Saturday, September 24, 2011

Moneyball (2011) (Review)

     Moneyball (2011) does two things I would have thought impossible.  First, it makes the Oakland Athletics – the franchise that gave us the Bash Brothers (and a team that routinely abused the Red Sox in the late 1980s) and Jason Giambi – appear to be a likeable, earnest franchise that one would not feel dirty when cheering for.  Second, and much more impressively, it provides an opportunity for Brad Pitt to act – to take on a role with layers that demands a level of maturity in the portrayal – and not diminish the work of the other actors around him.
     Seriously, I find myself writing praise for Pitt.  Sure, I think that there are others who could have done a better job.  Occasionally Pitt affects a bit of a Western accent, and his mannerisms for compulsion – excepting the workout scenes – feel a little forced.  But on the whole, he gives a good performance and even elevates some of the work of those around him.
     Working opposite Pitt's Billy Beane is Jonah Hill as Peter Brand.  Hill is restrained in his performance (thank God!) and provides a decent counterpoint to Pitt's often fiery – even if it is only behind closed doors – Beane.  Hill makes Brand feel like a real person, learning the ropes about the human side of baseball and the rewards of being out in front of the curve in regards to player evaluation.  Philip Seymour Hoffman becomes manager Art Howe, though his role doesn't allow him to do much other than resist Beane and Brand's efforts to remake the team.
     There isn't anything tricky going on with the story or dialogue.  Beane has to find a way to win with a limited payroll and a support staff that believes in business as usual.  He has struggles with the owner and manager.  He doesn't get to spend a lot of time with his daughter, but when he does he doesn't want his work problems spilling over on her (my guess is that this was shown to humanize Beane, and while it was done with a deft touch I don't think it was necessary).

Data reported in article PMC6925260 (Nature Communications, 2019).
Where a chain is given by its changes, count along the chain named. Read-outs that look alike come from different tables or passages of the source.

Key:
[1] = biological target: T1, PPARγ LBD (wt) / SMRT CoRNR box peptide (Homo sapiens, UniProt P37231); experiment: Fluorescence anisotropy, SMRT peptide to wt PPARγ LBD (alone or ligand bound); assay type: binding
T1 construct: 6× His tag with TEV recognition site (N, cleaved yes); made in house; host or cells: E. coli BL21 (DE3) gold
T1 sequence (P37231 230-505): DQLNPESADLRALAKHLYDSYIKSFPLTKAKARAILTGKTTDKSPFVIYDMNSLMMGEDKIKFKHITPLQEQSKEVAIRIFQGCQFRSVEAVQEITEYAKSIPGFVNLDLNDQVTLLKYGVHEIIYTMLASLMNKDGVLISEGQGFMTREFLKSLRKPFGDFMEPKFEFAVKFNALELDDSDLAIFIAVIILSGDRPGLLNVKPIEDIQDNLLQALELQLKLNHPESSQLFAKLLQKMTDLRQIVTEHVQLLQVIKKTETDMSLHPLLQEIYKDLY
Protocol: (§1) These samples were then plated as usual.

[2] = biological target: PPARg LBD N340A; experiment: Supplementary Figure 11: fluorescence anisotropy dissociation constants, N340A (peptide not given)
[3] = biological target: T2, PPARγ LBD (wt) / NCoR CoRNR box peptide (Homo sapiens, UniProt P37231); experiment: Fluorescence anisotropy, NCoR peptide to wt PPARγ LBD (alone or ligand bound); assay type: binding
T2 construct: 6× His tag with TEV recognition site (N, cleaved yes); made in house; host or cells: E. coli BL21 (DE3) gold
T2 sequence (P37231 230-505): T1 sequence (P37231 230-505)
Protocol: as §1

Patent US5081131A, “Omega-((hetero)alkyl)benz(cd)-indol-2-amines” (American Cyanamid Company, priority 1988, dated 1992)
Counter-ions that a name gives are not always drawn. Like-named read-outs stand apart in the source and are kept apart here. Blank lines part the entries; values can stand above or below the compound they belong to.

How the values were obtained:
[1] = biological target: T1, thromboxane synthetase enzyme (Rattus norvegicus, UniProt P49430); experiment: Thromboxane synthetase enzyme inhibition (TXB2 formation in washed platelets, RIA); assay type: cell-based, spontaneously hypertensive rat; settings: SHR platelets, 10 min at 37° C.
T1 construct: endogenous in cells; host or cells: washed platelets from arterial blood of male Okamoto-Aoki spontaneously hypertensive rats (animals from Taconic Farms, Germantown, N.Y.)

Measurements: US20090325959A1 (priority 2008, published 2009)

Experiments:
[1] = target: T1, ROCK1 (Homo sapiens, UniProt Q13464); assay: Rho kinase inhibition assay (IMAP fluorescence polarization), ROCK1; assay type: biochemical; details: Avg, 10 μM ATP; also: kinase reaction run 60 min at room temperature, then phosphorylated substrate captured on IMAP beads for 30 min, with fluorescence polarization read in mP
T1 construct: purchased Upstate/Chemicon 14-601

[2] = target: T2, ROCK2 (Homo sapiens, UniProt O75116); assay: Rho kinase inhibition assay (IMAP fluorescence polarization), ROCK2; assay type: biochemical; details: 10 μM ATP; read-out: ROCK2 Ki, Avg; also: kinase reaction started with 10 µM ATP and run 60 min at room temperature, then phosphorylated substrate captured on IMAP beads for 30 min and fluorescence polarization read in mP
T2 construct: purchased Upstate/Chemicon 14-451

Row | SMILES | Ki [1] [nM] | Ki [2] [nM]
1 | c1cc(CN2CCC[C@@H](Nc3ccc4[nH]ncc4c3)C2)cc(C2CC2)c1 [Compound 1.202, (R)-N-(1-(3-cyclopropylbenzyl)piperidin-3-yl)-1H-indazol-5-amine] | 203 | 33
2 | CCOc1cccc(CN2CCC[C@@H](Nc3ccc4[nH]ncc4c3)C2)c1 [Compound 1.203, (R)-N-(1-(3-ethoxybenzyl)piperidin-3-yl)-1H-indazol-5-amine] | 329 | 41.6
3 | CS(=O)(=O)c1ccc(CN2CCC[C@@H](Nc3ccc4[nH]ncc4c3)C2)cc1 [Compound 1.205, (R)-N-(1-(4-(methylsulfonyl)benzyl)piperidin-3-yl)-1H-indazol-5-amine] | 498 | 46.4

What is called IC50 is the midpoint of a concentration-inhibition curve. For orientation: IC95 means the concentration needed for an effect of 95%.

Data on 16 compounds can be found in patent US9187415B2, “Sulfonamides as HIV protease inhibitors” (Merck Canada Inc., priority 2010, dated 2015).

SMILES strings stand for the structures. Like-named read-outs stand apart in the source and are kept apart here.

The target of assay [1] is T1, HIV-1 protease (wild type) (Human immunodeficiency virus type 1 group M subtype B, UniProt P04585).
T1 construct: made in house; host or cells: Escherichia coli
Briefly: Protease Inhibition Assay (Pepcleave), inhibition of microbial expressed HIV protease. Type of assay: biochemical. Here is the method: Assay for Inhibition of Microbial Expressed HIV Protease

A good chunk of time in the film is dedicated to the A's winning streak of twenty games in 2002.  This part of the movie feels like it was added in later, but it still works.  Indeed, the mix of real-life footage and material shot just for the film make Moneyball the best looking (maybe most authentic) film about baseball that I have seen.  There is also no shortage of sound bites from so-called experts – Joe Morgan, I'm talking about you – who give praise to anyone but Beane and place all blame at his feet, which absolutely illuminates how little of what we think we know is based on anything other than what we are told.
     I think this is a good movie.  I saw that Entertainment Weekly gave it an A-, which sounds about right.  There are some weaknesses, but the overall product is so strong that it doesn't weigh the finished project down.  It may not have the ending that a typical Hollywood movie would devise for the story, but I think that makes it all the more worthwhile.

1 comment:

  1. I don't really like brad pitt, but a- seems good enough to give it a try.